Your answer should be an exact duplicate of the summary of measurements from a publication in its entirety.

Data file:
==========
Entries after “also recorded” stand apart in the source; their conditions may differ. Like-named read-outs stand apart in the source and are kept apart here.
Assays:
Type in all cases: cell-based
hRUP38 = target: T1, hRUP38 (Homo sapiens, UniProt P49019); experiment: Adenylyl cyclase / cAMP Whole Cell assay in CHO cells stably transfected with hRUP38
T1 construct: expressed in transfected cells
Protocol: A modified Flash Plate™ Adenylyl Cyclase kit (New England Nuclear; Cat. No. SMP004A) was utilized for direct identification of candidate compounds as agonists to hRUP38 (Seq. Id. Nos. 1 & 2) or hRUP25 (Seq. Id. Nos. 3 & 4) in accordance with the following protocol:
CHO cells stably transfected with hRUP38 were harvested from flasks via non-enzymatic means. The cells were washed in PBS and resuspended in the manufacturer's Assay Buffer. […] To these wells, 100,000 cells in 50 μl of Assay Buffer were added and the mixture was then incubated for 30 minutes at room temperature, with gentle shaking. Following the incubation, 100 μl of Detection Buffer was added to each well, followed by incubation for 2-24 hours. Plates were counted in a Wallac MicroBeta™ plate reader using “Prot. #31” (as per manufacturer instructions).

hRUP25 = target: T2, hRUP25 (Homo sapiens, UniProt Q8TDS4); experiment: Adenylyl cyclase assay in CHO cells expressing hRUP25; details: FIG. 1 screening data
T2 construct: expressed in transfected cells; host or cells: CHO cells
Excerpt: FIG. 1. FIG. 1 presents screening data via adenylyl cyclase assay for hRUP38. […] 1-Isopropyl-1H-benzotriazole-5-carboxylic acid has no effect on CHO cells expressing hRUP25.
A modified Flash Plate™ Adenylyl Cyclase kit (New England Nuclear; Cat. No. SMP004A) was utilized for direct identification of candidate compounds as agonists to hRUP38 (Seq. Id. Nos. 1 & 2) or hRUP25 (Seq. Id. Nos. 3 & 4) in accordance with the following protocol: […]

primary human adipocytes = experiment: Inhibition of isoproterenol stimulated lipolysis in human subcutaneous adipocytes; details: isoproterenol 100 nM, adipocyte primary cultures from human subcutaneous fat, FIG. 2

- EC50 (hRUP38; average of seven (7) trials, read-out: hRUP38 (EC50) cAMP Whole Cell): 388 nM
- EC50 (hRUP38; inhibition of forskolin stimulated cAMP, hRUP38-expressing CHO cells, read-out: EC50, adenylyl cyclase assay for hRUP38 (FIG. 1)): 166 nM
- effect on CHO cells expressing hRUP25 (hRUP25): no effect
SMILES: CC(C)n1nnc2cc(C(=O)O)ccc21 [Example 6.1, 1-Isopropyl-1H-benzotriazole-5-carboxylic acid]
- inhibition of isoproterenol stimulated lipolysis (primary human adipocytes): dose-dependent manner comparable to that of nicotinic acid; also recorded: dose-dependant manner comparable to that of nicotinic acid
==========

Entries after “also recorded” stand apart in the source; their conditions may differ. Like-named read-outs stand apart in the source and are kept apart here.
Assays:
Type in all cases: cell-based
hRUP38 = target: T1, hRUP38 (Homo sapiens, UniProt P49019); experiment: Adenylyl cyclase / cAMP Whole Cell assay in CHO cells stably transfected with hRUP38
T1 construct: expressed in transfected cells
Protocol: A modified Flash Plate™ Adenylyl Cyclase kit (New England Nuclear; Cat. No. SMP004A) was utilized for direct identification of candidate compounds as agonists to hRUP38 (Seq. Id. Nos. 1 & 2) or hRUP25 (Seq. Id. Nos. 3 & 4) in accordance with the following protocol:
CHO cells stably transfected with hRUP38 were harvested from flasks via non-enzymatic means. The cells were washed in PBS and resuspended in the manufacturer's Assay Buffer. […] To these wells, 100,000 cells in 50 μl of Assay Buffer were added and the mixture was then incubated for 30 minutes at room temperature, with gentle shaking. Following the incubation, 100 μl of Detection Buffer was added to each well, followed by incubation for 2-24 hours. Plates were counted in a Wallac MicroBeta™ plate reader using “Prot. #31” (as per manufacturer instructions).

hRUP25 = target: T2, hRUP25 (Homo sapiens, UniProt Q8TDS4); experiment: Adenylyl cyclase assay in CHO cells expressing hRUP25; details: FIG. 1 screening data
T2 construct: expressed in transfected cells; host or cells: CHO cells
Excerpt: FIG. 1. FIG. 1 presents screening data via adenylyl cyclase assay for hRUP38. […] 1-Isopropyl-1H-benzotriazole-5-carboxylic acid has no effect on CHO cells expressing hRUP25.
A modified Flash Plate™ Adenylyl Cyclase kit (New England Nuclear; Cat. No. SMP004A) was utilized for direct identification of candidate compounds as agonists to hRUP38 (Seq. Id. Nos. 1 & 2) or hRUP25 (Seq. Id. Nos. 3 & 4) in accordance with the following protocol: […]

primary human adipocytes = experiment: Inhibition of isoproterenol stimulated lipolysis in human subcutaneous adipocytes; details: isoproterenol 100 nM, adipocyte primary cultures from human subcutaneous fat, FIG. 2

- EC50 (hRUP38; average of seven (7) trials, read-out: hRUP38 (EC50) cAMP Whole Cell): 388 nM
- EC50 (hRUP38; inhibition of forskolin stimulated cAMP, hRUP38-expressing CHO cells, read-out: EC50, adenylyl cyclase assay for hRUP38 (FIG. 1)): 166 nM
- effect on CHO cells expressing hRUP25 (hRUP25): no effect
SMILES: CC(C)n1nnc2cc(C(=O)O)ccc21 [Example 6.1, 1-Isopropyl-1H-benzotriazole-5-carboxylic acid]
- inhibition of isoproterenol stimulated lipolysis (primary human adipocytes): dose-dependent manner comparable to that of nicotinic acid; also recorded: dose-dependant manner comparable to that of nicotinic acid